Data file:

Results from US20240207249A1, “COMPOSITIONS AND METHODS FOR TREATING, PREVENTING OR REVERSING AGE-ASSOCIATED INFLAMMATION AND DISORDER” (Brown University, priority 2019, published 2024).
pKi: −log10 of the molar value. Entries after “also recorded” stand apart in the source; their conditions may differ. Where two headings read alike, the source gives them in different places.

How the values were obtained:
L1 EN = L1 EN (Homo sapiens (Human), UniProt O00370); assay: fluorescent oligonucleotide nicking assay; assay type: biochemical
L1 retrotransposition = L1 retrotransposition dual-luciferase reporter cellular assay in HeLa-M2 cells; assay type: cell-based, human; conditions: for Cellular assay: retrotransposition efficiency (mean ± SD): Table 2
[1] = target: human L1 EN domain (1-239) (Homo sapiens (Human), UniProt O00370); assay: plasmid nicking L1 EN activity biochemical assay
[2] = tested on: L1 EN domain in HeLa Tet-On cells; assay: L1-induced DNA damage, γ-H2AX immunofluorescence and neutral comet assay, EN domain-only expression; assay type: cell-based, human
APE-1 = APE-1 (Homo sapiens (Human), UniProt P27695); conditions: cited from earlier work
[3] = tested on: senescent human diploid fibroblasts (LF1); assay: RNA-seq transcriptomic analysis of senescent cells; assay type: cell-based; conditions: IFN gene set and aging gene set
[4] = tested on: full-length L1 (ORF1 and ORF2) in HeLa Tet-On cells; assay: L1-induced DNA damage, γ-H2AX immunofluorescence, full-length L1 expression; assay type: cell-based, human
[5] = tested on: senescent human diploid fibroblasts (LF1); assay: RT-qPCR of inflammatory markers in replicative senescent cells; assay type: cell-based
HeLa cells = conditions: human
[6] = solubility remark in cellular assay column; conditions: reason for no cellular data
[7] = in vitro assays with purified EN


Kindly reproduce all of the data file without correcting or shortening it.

Results from US20240207249A1, “COMPOSITIONS AND METHODS FOR TREATING, PREVENTING OR REVERSING AGE-ASSOCIATED INFLAMMATION AND DISORDER” (Brown University, priority 2019, published 2024).
pKi: −log10 of the molar value. Entries after “also recorded” stand apart in the source; their conditions may differ. Where two headings read alike, the source gives them in different places.

How the values were obtained:
L1 EN = L1 EN (Homo sapiens (Human), UniProt O00370); assay: fluorescent oligonucleotide nicking assay; assay type: biochemical
L1 retrotransposition = L1 retrotransposition dual-luciferase reporter cellular assay in HeLa-M2 cells; assay type: cell-based, human; conditions: for Cellular assay: retrotransposition efficiency (mean ± SD): Table 2
[1] = target: human L1 EN domain (1-239) (Homo sapiens (Human), UniProt O00370); assay: plasmid nicking L1 EN activity biochemical assay
[2] = tested on: L1 EN domain in HeLa Tet-On cells; assay: L1-induced DNA damage, γ-H2AX immunofluorescence and neutral comet assay, EN domain-only expression; assay type: cell-based, human
APE-1 = APE-1 (Homo sapiens (Human), UniProt P27695); conditions: cited from earlier work
[3] = tested on: senescent human diploid fibroblasts (LF1); assay: RNA-seq transcriptomic analysis of senescent cells; assay type: cell-based; conditions: IFN gene set and aging gene set
[4] = tested on: full-length L1 (ORF1 and ORF2) in HeLa Tet-On cells; assay: L1-induced DNA damage, γ-H2AX immunofluorescence, full-length L1 expression; assay type: cell-based, human
[5] = tested on: senescent human diploid fibroblasts (LF1); assay: RT-qPCR of inflammatory markers in replicative senescent cells; assay type: cell-based
HeLa cells = conditions: human
[6] = solubility remark in cellular assay column; conditions: reason for no cellular data
[7] = in vitro assays with purified EN